Chickpeas – a form of legume similar to red or black beans – are circular seeds originating from countries like Turkey and France from times as far back as 3500 BCE1. Marketed as either soaked and canned in aquafaba (an excellent cooking ingredient), or in their raw dry form, Chickpeas have a multitude of uses that warrant purchasing them in large quantities. However, unlike other produce, once cooked, chickpeas develop microorganism cultures rapidly.
Once cooked, chickpeas will only last a miniscule two to three hours2 outside of a cooled area, owing to their extremely high protein content and water retention induced by their particular mode of cooking. In a fridge, they will last three to five days as long as proper storage procedures are followed. Because of this, freezing chickpeas is recommended in order to store them for long periods of time. Frozen chickpeas will last up to six months so long as they are not defrosted or otherwise compromised during that time.
Can You Freeze Chickpeas?
In short, yes, you can freeze chickpeas.
However, due to the macronutrient profile of chickpeas (protein content) as well as their form of cooking provides the perfect breeding ground for all sorts of microorganism cultures to develop within a matter of hours, especially if freshly cooked.
Chickpeas, if not stored immediately, should be consumed shortly after cooking. With a moisture content of up to fourteen percent3, chickpeas are minimally affected texture-wise by the freezing process.
Equipment Needed for Freezing Chickpeas
Once your chickpeas have been properly cooked, all that is needed is a suitable air-tight container, several paper tissues or cloths and a freezer capable of reaching freezing temperatures. Optionally, a baking pan or plastic resealable pouch can also be used for the first round of freezing.
Drying Your Chickpeas
After cooking your chickpeas and producing a proper container, place the cooked chickpeas on a paper towel and allow the air to evaporate any of the excess water from cooking for several minutes, ensuring that the maximum amount of moisture has been leeched from the surfaces of the chickpeas. This is to ensure that ice crystals will not form between the chickpeas as well as to extend their shelf-life by reducing any opportunity for microorganisms to develop.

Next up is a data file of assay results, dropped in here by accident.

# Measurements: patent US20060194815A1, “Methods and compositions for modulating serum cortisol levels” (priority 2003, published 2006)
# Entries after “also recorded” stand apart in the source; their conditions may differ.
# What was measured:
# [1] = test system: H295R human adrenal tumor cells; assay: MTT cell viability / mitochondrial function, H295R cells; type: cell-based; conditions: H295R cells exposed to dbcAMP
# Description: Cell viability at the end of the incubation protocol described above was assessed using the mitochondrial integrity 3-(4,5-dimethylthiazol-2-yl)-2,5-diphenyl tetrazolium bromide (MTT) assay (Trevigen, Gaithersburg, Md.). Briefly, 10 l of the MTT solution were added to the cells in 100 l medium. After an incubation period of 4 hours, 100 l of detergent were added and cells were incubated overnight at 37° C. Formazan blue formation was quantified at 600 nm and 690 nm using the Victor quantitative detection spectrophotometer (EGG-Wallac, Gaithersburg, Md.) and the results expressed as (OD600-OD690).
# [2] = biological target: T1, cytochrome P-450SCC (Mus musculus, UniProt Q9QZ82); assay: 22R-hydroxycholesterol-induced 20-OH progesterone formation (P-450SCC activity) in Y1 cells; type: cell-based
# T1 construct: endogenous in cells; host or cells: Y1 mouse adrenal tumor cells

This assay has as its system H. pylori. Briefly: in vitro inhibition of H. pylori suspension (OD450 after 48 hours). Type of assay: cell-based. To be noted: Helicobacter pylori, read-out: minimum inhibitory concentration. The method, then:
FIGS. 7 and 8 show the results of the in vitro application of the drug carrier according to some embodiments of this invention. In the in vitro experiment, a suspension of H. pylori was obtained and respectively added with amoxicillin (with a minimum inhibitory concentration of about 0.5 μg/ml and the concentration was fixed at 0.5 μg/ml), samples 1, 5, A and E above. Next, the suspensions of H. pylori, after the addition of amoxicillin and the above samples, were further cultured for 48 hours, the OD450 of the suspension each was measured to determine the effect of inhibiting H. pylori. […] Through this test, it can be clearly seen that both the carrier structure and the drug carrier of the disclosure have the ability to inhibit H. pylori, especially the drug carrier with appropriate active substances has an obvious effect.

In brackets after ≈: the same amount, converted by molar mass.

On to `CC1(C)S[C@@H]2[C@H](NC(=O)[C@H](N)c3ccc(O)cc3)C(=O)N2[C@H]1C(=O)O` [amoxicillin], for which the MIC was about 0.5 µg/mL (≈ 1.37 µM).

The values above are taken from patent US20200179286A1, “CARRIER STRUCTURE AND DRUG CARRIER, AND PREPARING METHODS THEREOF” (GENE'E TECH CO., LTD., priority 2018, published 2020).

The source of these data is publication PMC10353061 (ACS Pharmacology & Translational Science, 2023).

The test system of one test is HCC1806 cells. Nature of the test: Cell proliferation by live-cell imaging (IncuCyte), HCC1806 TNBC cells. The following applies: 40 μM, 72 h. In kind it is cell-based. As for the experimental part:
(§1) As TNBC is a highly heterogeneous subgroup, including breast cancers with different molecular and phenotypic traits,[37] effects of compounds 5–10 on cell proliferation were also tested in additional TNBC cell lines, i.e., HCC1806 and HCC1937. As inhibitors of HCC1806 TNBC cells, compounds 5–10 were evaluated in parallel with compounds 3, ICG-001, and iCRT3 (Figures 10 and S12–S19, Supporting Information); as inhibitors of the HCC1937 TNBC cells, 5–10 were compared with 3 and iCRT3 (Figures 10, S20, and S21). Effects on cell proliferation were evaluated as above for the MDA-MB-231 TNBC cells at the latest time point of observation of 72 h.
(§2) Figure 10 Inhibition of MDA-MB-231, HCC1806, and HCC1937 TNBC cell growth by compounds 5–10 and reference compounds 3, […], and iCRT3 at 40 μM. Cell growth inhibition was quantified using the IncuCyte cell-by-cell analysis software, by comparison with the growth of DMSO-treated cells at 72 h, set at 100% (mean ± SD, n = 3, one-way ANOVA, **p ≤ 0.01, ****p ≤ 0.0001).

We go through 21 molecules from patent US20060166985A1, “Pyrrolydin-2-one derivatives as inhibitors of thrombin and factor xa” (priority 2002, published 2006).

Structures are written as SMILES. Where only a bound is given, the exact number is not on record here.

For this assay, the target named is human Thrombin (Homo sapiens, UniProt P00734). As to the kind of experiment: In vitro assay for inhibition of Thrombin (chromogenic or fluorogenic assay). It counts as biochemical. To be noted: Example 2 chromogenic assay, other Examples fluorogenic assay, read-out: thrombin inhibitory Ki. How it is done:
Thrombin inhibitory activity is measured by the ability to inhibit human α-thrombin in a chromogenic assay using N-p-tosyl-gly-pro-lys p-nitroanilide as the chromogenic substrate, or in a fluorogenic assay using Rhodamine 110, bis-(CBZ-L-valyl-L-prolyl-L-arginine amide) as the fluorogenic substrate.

Preventing Clumped Chickpeas
As previously mentioned, ice crystals may form if water is present between two seeds of chickpeas within the freezer. The procedure to avoid this eventuality is to first freeze the chickpeas by placing them flat in a resealable plastic pouch or baking sheet. Ensure that no two chickpeas are touching and that they are spread evenly throughout the pouch or sheet.
Storing the Chickpeas
Once your chickpeas have been dried as much as possible, simply place them within your air-tight container and ensure that no excess moisture is present within the container. Separating the chickpeas into multiple batches is an ideal strategy to allow reheating of needed amounts without compromising the entirety of your chickpea stock.
Ensure that no other produce is stored within the same air-tight container as the chickpeas, as this produce may have colonies of microorganisms or certain enzymes that hasten the spoilage of your chickpeas.
How to Properly Reheat your Chickpeas
Owing to their high protein content, chickpeas are surprisingly sturdy when faced with normally texture or flavor altering environments. If time is of the essence, simply defrosting them in the microwave utilizing the defrost setting should be more than sufficient. While chickpeas are sturdy, this will still compromise the texture somewhat.
In order to best defrost chickpeas, place your desired amount in the fridge to thaw overnight.
How Long do Thawed Chickpeas Last Out of the Freezer?
Shortly after freezing and then subsequently thawing your chickpeas, they will begin to spoil. In approximately three to four days, they will begin to show signs of decomposition. These usually come in the form of discoloration, an unpalatable taste, or unpleasant smells. Dispose of your chickpeas immediately should you notice any of these signs.
Is Preventing Clumping Necessary?
While large chains of interconnected frozen chickpeas makes thawing difficult and decreases their shelf-life, choosing to spread them on a sheet or in a plastic pouch is entirely optional. We recommend drying your chickpeas at the very least to reduce the chance of this particular problem from occurring.
Does Freezing Chickpeas Affect their Taste or Texture?
Not at all in fact, as chickpeas have relatively low internal moisture within its unique cellular structures. This means that the act of freezing causes minimal damage to the general texture and flavor of the seeds.
While this is true, it is often the reheating procedure that will affect the flavor and texture of your chickpeas. For an optimal defrosting, follow the above procedure wherein they are placed in the fridge overnight.
Things to Keep in Mind
While chickpeas hold up well to the process of freezing after cooking, it is still ideal to leave them within their can or in their dried form if you wish to keep them for longer periods than six months.
Keep in mind that the act of freezing simply slows down enzymatic action, not stop it entirely. It is still possible for food to spoil while in the freezer, especially if previously allowed to be colonized by microorganisms prior to freezing.
1. Mukanti AK, Gaur PM, Gowda CL, Chibbar RN. (August 2012) Nutritional quality and health benefits of chickpea (Cicer arietinum L.): a review. British Journal of Nutrition
2. Utah State University (June 2014) Cooking with Food Storage ingredients – Dry Beans
3. U.S. Department of Agriculture (September 2008) Composition of Foods Raw, Processed, Prepared USDA National Nutrient Database for Standard